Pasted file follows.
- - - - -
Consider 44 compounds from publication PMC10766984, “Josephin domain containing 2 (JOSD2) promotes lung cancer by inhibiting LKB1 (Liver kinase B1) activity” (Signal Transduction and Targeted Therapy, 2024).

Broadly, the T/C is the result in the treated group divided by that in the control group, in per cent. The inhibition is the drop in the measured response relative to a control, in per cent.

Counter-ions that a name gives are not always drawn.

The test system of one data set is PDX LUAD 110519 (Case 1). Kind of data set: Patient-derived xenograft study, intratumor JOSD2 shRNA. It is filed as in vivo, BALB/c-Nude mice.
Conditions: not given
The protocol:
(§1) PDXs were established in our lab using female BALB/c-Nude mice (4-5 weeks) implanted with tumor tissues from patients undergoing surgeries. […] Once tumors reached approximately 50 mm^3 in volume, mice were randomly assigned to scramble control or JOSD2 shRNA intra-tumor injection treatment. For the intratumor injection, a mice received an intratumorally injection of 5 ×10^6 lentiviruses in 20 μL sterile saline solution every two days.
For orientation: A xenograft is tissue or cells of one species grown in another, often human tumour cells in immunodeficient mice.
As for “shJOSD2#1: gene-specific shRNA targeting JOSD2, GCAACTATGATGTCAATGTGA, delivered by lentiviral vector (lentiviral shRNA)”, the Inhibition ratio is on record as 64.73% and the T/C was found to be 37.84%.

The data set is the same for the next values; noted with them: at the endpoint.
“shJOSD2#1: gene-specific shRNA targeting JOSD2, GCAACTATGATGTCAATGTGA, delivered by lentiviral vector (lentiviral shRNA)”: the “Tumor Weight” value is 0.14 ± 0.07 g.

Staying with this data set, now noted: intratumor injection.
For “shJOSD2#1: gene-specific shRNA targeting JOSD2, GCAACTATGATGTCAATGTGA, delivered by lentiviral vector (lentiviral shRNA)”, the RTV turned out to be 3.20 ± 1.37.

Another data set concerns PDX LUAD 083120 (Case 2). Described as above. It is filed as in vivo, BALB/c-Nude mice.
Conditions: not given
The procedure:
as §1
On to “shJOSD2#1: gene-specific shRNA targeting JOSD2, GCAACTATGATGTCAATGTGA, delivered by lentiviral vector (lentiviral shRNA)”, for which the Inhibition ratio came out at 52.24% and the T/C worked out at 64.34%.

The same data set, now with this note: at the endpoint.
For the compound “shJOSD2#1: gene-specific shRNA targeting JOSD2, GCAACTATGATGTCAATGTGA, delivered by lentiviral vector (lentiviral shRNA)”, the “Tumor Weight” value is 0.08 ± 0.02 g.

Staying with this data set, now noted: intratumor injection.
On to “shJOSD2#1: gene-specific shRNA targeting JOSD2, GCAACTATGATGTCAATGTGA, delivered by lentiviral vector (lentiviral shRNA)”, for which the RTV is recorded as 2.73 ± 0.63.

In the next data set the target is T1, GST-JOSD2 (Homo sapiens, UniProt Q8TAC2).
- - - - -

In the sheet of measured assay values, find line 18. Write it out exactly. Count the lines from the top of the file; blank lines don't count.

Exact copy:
On to “shJOSD2#1: gene-specific shRNA targeting JOSD2, GCAACTATGATGTCAATGTGA, delivered by lentiviral vector (lentiviral shRNA)”, for which the Inhibition ratio came out at 52.24% and the T/C worked out at 64.34%.